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Release of High School Graduation Rates
INFORMATIONAL LETTER: 5
TO: Superintendents of Schools
With this letter we are releasing the 2008-09 graduation rates for all public high schools and private 60% publicly funded schools in Maine. These rates use the new, federally mandated, Adjusted Cohort Graduation Rate method, described below and in Administrative Letter #14, dated October 1, 2009.
All high schools have previously seen their own 2008-09 graduation rates and worked with Department staff to ensure that all data and coding for students are accurate.
This letter summarizes the new method for calculating the graduation rate, how the new method differs from the old, limitations of the new method, transition and training, and provides additional information.
The web page referenced below at “View the data” provides more detailed information for school personnel, links to this letter and the press release, information on dropout rates, and more resources.
Overview: Maine high school graduation rates
Calculating the federal ACGR graduation rate
The formula is:
On-time graduates by year XXXX
Multiply the equation above by 100 to get the percent.
How the new method differs from the old
Comparing the 2008-09 rate to the 2007-08 rate
Statewide, the reported graduation rate for 2008-09 is 80.4% - down from 83.5% reported in 2007-08 using the previous method. This does not mean the graduation rate is dropping. Rather it is a reflection of the changes in the way we now calculate the rate.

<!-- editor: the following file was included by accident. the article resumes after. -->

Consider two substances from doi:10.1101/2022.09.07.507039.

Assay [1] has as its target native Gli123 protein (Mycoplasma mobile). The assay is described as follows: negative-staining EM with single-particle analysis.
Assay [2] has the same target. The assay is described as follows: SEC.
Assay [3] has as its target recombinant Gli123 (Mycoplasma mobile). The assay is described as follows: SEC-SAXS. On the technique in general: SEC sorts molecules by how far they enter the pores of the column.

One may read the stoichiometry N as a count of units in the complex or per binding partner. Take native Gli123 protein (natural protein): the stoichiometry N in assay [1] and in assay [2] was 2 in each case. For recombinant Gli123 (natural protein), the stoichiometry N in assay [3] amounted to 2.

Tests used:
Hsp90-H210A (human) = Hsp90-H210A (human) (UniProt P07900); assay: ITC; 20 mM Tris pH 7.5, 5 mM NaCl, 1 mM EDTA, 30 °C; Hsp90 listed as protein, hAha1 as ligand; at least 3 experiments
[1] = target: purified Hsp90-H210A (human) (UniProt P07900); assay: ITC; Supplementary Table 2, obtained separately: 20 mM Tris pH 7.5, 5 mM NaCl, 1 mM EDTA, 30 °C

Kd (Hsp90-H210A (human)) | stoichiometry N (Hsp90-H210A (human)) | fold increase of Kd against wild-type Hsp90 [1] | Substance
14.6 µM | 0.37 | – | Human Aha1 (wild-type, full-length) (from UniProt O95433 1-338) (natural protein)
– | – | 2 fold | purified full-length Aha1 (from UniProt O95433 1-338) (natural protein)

Limitations of the new method
The Maine Legislature passed a law in early 2010, sponsored by Sen. Justin Alfond, D-Portland, requiring that all high schools graduate at least 90 percent of their students by 2016. Among other provisions, the law called for a group of educators and others to develop a plan for expanding the graduation rate formula to reflect those students who achieve Maine’s Learning Results standards through multiple pathways and over more than the four year time frame – students who are not captured in the four-year ACGR rate. This already-convened group is considering, among other issues, whether or not to count alternative diplomas, GEDs, students who graduate in five or six years, and what to do when a student has been expelled and returns to school.
Even after completing this work, Maine will still be required to report the universal ACGR rate to the U.S. Department of Education for accountability purposes, regardless of what expanded formula Maine might use for its own purposes.
Transition and training
First, Maine now has four years of good quality data and we can produce an accurate rate. In addition, Maine Department of Education staff spent hundreds of hours with school personnel reviewing data, helping them to accurately record every student. This experience, coupled with extensive training for school personnel over the coming year, will ensure that graduation rates for schools are accurately reflected in future reporting to the federal government.